Forest Health & The Ecosystem Services Provided By Mice

Dawn rises over a forest outside Orono, Me. Researchers want to understand what leads mice, voles and other small animals to bury seeds that become forests.

There really are coincidences that have nothing to do with the overreach of internet companies who see what you are reading in one place and put something in front of you instantly, and for a long time following, based on that first subject. In this case, I was reading about the endless quest for a better mousetrap, and then came upon this fascinating article about the ecosystem services that mice convey. This was as smile-inducing a juxtaposition as my reading has provided me lately. I hope I am correct that this pure chance and not some creepy algorithm, which would wilt my grin:

A deer mouse, temporarily captured for a behavioral test before being rereleased to the grounds of a study site at the University of Maine in late October.

Scientists are unearthing a quiet truth about the woods: Where trees grow, or don’t, depends in part on the quirky decisions of small mammals.

It’s easy to look at a forest and think it’s inevitable: that the trees came into being through a stately procession of seasons and seeds and soil, and will replenish themselves so long as environmental conditions allow.

Hidden from sight are the creatures whose labor makes the forest possible — the multitudes of microorganisms and invertebrates involved in maintaining that soil, and the animals responsible for delivering seeds too heavy to be wind-borne to the places where they will sprout.

If one is interested in the future of a forest — which tree species will thrive and which will diminish, or whether those threatened by a fast-changing climate will successfully migrate to newly hospitable lands — one should look to these seed-dispersing animals.

“All the oaks that are trying to move up north are trying to track the habitable range,” said Ivy Yen, a biologist at the University of Maine who could be found late one recent afternoon at the Penobscot Experimental Forest in nearby Milford, arranging acorns on a tray for mice and voles to find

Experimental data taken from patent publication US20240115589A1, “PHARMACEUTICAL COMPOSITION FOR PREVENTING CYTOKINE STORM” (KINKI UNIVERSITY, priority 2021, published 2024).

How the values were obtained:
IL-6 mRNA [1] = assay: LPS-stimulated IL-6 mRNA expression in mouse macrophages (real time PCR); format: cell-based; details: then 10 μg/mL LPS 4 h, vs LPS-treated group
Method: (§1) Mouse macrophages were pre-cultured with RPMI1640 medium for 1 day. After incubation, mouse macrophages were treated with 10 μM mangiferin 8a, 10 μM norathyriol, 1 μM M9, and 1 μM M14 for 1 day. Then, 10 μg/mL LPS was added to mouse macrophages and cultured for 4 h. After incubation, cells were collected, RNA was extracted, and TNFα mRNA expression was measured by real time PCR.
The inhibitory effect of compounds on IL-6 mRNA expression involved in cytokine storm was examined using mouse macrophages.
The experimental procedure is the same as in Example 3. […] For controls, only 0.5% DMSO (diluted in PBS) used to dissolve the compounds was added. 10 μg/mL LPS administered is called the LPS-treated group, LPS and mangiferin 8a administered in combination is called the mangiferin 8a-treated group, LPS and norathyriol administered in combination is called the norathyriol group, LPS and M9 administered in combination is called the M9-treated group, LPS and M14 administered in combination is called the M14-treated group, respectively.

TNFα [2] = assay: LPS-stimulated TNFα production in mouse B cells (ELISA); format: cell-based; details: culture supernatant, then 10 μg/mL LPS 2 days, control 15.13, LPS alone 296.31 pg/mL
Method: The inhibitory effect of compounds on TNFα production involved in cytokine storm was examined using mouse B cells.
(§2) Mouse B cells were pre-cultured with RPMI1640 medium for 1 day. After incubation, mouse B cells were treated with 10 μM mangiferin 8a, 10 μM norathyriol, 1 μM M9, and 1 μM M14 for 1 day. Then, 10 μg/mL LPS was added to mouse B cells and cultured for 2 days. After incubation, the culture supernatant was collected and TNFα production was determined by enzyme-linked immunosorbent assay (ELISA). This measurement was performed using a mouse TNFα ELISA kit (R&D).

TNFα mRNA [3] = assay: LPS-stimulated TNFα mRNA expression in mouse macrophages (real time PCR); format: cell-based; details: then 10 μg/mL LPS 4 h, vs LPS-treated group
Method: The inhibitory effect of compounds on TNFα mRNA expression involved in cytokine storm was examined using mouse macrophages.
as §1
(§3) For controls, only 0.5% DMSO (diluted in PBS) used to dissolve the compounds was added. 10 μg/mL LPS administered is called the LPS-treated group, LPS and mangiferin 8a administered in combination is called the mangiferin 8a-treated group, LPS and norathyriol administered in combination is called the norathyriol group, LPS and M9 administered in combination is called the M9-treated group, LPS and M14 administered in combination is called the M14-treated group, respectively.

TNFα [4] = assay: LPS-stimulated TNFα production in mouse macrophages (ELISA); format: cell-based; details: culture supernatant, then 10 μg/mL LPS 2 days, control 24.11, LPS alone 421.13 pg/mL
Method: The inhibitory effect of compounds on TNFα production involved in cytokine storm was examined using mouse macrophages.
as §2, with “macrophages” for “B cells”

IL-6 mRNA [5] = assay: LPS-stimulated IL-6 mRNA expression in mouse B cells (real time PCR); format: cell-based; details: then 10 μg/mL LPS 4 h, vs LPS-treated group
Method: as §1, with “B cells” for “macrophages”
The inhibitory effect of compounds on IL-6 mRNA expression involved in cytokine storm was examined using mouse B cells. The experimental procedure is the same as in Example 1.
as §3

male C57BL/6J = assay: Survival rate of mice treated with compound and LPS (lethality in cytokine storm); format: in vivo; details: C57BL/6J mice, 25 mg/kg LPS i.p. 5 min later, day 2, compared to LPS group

“The only way they’re going to move with the shifting temperatures is with the animals,” Ms. Yen said of the trees. “Will personality affect that? Will there be individuals who are more likely to help?”

Ms. Yen is a doctoral student in the lab of Alessio Mortelliti, a wildlife ecologist who arrived in Maine nearly a decade ago with a peculiar interest: how seed dispersal intersected with the emerging study of animal personality.

Although researchers already studied the ways that animals move seeds across landscapes, the possible role of their personalities had gone largely unexamined. The Penobscot Experimental Forest, with its 1,800 acres of closely monitored woodlands managed according to various forestry techniques, offered a landscape-scale setting to explore this question.

Each summer for the past seven years, Dr. Mortelliti’s students have trapped deer mice and southern red-backed voles in their study plots — about 2,000 animals in all — and run them through tests that measure where they fall on a spectrum between bold and shy. Before being released, each is tagged with a microchip, not unlike those used to identify lost pets…

Read the whole article here.

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